PARIS (Reuters) - A French lawmaker who broke with President Emmanuel Macron’s party over a parliamentary vote on immigration said it should open up to more debate, voicing concern that the legislature could become weakened.
Jean-Michel Clement on Sunday became the first lawmaker to leave Macron’s two-year-old Republic on the Move (LREM) party, after joining up along with enthusiasts from across the political spectrum ahead of parliamentary elections last year.
The defection is the first tangible sign of unease within the LREM about both a perceived lurch to the right since Macron’s election and an insistence on speedy debates that critics say undermines the principles of parliamentary democracy.
Clement — who took a stand against a bill to tighten asylum rules, while 14 others from LREM abstained — said in an interview with Reuters there was a lack of debate within the disparate collective, which needs to show it has staying power.
“The time for debate within LREM is two hours a week all together,” said Clement who was a member of the Socialist Party before joining Macron. He will now sit in parliament as an independent.
“It’s a group that’s enriched by its diversity, and as soon as there’s a differing voice, should it be considered a discordant one?”
Macron clinched the presidency a year ago weeks before his upstart party, which defines itself as neither left or right, won a comfortable majority in parliament, sweeping away long-standing political forces.
The 40-year-old president has so far passed bills with ease, and Sunday’s vote was no exception, with the French National Assembly passing the legislation by 228-139 before the bill heads to the upper house, or Senate, for more debates.
But a dozen lawmakers from Macron’s party had voiced unease in the run-up to the vote over a bill that doubles to 90 days the time in which illegal migrants can be detained and shortens deadlines to apply to asylum, among other measures.
And in a potential sign of broader malaise, some 99 LREM lawmakers had not turned up for the vote, which one lawmaker who did vote said was not just due to the debate taking place on a Sunday evening during school holidays.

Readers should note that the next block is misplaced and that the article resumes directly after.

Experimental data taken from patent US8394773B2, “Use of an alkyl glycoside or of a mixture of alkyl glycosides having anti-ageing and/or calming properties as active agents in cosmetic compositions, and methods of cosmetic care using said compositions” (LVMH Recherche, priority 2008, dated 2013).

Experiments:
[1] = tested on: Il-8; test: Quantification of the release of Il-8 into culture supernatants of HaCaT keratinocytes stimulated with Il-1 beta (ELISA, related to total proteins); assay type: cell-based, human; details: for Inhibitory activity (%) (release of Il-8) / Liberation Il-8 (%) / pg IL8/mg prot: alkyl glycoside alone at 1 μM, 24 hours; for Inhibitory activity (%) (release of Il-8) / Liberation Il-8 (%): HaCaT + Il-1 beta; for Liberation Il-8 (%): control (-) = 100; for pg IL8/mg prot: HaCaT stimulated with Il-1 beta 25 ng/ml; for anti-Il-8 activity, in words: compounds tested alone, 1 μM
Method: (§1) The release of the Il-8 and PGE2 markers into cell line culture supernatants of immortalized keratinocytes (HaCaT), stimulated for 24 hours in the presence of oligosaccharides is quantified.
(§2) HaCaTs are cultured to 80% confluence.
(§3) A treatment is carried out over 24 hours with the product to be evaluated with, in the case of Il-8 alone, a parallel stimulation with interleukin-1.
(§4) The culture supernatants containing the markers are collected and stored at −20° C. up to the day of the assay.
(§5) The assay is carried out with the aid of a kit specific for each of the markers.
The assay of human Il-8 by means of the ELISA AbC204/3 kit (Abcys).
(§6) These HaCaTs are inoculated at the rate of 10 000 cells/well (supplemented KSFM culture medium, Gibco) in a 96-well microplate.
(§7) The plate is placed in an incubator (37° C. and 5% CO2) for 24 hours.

“For many, this bill does not fit in with their political sensitivity,” said that lawmaker, who asked not to be named.
Many Socialists had joined Macron’s ranks in the belief he would implement a more welcoming attitude towards refugees. During his presidential campaign, he praised German Chancellor Angela Merkel for “saving Europe’s dignity” on refugees.
Human rights groups and leftist parties have criticised the plans as heavy-handed and an erosion of the rights of refugees, while the government has said it wants to be firm but fair on immigration, and help those with strong cases for asylum, including by speeding up approval processes.
“When you have a bill that clumsily mixes together these two issues (immigration and asylum), of course you’re going to get contradictions,” said Clement, a 63-year-old former lawyer.
The first public signs of disquiet within LREM ranks come as Macron grapples with the biggest test yet of his reform appetite from outside political circles as unions press on with train strikes in protest at an overhaul of the state-run rail operator.
Asked whether the lack of party dialogue was down to Macron’s style of governing, Clement said “not everything” could necessarily be blamed on the president.
But he added there was a risk that institutions in France were drifting towards a situation where “parliamentary control is non-existent”.
Macron’s government has already chosen to pass reforms by decree on some occasions, including a liberalisation of labour laws, bypassing parliament.
Writing by Sarah White; editing by Michel Rose